Be careful what you throw out. The usual view is that one technological advance follows another in a steady stream. Devices and equipment are invented, serve well, grow old, become obsolete and are replaced by new and better components. This progression is certainly dominant, and most technologies do follow a chronological bell curve of early adoption, widespread mainstream implementation and declining use. However, this may be an incomplete and immature perspective because it fails to recognize less obvious, but still potentially priceless values that older technologies and their development can bring to future inventors and their innovations.
For instance, the members of the Hudson Valley Old Time Power Association in Hudson, N.Y., collect, maintain and operate a variety of agricultural and rural manufacturing equipment from past decades and generations. They also hold annual fairs, tours and events to demonstrate antique engines, tractors, other farm implements, old-fashioned handcrafts, including lumber milling, ironworking, woodworking, quilting and letterpress printing.
My father and former newspaperman, Dick Montague, runs the association’s print shop, and has been repairing a donated linotype machine. The affection that my dad and his power association buddies have for these old devices, and their enthusiasm in demonstrating old and now-unfamiliar technologies to visitors, especially youngsters, is inspiring and infectious.
Of course, the common view is that old technologies may be dabbled in as hobbies and for nostalgia’s sake. However, I think there’s more to it than sentiment. Sure, watching or operating an old tractor, log splitter or printing press provides a vision and helps takes people back to a time when these were mainstream devices, but they also point out the problems and challenges that these devices successfully solved in their own eras. Tractors were better than horses or oxen, which were better than scratching the earth yourself. A log splitter was better than an axe, which was better than a stone tool, and an electric letterpress is better than a manual one, which is better than hiring a squad of monks or copying documents by hand yourself.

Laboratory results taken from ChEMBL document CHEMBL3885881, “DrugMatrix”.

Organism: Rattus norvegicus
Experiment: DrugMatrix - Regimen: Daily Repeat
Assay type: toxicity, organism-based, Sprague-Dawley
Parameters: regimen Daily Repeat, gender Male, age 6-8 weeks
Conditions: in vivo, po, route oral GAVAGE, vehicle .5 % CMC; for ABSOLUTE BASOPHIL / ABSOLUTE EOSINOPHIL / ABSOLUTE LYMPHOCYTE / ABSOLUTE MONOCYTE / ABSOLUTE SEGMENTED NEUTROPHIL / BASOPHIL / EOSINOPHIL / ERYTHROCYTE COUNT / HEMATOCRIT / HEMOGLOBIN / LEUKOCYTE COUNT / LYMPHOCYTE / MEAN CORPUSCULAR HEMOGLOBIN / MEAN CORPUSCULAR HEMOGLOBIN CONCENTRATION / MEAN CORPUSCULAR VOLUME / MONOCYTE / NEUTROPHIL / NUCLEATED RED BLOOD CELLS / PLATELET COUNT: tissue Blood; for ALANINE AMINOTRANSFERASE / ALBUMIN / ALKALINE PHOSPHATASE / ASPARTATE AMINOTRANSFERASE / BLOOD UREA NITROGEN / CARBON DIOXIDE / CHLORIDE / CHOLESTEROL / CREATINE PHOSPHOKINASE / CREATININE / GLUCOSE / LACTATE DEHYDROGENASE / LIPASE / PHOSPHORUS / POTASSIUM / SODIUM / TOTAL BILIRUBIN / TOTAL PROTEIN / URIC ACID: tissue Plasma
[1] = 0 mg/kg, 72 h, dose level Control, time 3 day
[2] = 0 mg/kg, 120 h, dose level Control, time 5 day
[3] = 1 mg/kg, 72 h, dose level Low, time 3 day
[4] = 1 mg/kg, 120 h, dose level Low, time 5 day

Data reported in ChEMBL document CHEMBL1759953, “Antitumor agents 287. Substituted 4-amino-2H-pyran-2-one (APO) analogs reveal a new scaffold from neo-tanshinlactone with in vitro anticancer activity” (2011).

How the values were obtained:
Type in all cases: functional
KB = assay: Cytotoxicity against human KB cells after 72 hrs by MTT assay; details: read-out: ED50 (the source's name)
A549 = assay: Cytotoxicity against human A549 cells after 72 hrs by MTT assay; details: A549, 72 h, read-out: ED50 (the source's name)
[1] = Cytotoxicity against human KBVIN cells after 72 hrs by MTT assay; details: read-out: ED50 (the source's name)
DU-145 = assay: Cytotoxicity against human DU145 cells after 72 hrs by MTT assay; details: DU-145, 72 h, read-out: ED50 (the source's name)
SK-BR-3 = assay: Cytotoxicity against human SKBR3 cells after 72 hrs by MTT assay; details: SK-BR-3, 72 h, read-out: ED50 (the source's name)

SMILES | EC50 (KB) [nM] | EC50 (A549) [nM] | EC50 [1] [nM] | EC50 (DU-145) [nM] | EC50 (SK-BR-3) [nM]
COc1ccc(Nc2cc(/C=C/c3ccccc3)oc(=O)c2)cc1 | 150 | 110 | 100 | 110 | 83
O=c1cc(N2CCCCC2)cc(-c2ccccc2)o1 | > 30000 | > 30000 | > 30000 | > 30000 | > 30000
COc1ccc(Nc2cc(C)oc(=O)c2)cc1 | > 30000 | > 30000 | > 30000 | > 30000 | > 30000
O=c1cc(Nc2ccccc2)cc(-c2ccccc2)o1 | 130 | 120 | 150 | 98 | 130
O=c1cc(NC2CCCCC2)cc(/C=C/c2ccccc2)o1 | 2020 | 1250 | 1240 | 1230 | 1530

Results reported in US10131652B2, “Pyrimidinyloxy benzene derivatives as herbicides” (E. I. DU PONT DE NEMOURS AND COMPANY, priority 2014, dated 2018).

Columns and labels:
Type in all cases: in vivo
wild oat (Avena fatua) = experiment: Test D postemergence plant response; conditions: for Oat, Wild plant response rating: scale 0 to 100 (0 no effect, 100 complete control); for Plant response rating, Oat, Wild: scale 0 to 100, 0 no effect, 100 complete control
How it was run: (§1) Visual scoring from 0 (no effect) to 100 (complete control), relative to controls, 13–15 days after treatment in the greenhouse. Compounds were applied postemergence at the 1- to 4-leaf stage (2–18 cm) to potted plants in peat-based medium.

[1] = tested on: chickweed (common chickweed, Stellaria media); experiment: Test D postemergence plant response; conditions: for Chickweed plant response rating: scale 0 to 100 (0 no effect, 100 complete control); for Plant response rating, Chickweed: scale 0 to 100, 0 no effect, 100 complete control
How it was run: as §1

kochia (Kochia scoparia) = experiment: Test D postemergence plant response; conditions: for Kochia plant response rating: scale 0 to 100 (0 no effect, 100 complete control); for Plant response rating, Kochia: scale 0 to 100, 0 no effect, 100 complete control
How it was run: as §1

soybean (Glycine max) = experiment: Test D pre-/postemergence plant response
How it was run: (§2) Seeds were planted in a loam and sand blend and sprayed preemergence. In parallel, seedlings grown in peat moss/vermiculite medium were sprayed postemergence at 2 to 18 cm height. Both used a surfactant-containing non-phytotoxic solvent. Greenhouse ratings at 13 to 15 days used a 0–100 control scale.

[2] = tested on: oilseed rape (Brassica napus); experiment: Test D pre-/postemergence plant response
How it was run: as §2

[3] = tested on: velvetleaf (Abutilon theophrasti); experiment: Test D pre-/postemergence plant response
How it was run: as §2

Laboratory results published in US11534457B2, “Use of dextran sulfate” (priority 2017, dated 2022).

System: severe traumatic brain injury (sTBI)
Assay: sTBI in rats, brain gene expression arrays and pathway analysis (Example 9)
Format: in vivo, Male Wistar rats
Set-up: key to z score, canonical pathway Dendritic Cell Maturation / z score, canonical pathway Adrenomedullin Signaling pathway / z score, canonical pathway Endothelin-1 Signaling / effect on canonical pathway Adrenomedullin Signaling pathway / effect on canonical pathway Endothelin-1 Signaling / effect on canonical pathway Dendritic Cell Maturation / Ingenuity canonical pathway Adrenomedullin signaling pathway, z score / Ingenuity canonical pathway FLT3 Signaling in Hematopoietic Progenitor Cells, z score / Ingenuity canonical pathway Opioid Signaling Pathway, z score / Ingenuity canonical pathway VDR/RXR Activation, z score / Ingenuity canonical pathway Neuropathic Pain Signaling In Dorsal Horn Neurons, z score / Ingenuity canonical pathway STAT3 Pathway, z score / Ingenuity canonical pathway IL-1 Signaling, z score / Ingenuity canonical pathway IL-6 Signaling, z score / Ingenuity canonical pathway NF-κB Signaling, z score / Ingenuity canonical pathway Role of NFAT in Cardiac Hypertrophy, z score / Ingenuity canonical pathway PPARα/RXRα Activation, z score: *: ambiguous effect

I think the attraction of old technologies is that they contain the whole, big-picture history of their development, widespread use and replacement. This can give observers a deeper understanding of a device’s true influence. However, like any good history lesson, it can indicate how current events may be unfolding and suggest possible future courses of action.
For example, proportional, integral, derivative (PID) loop-tuning calculations that used to be done manually are mostly automated, computerized and buried deep in PC-based components. However, it’s still crucial for users to know how to do these calculations so they can better direct the programming of the devices that will do the routine work.
Likewise, learning about former flowmeter methods can help users appreciate the mental leap made by the first people to ask if the Coriolis effect or ultrasonic properties might help them figure out what was going on in their pipelines. However, examining how those leaps occurred also may help users cultivate a more innovative mindset when facing problems that have no solutions yet. I’ve been wondering when and how the more recent magnetic resonance imaging, PET and computed tomography scanning technologies used in healthcare will follow lasers, radar and ultrasonic instrumentation onto the plant floor.
Past technologies, the stories of why they were needed and an understanding of their development can be useful now and in the future. Certainly, a specific tool may be obsolete, but the mental process that went into addressing the problem it solves remains as instructive as ever. Just as children grow up to sometimes appreciate the hard-won wisdom of their parents, engineers can reuse the inspiration that went into former breakthroughs, even if the actual devices aren’t practical anymore.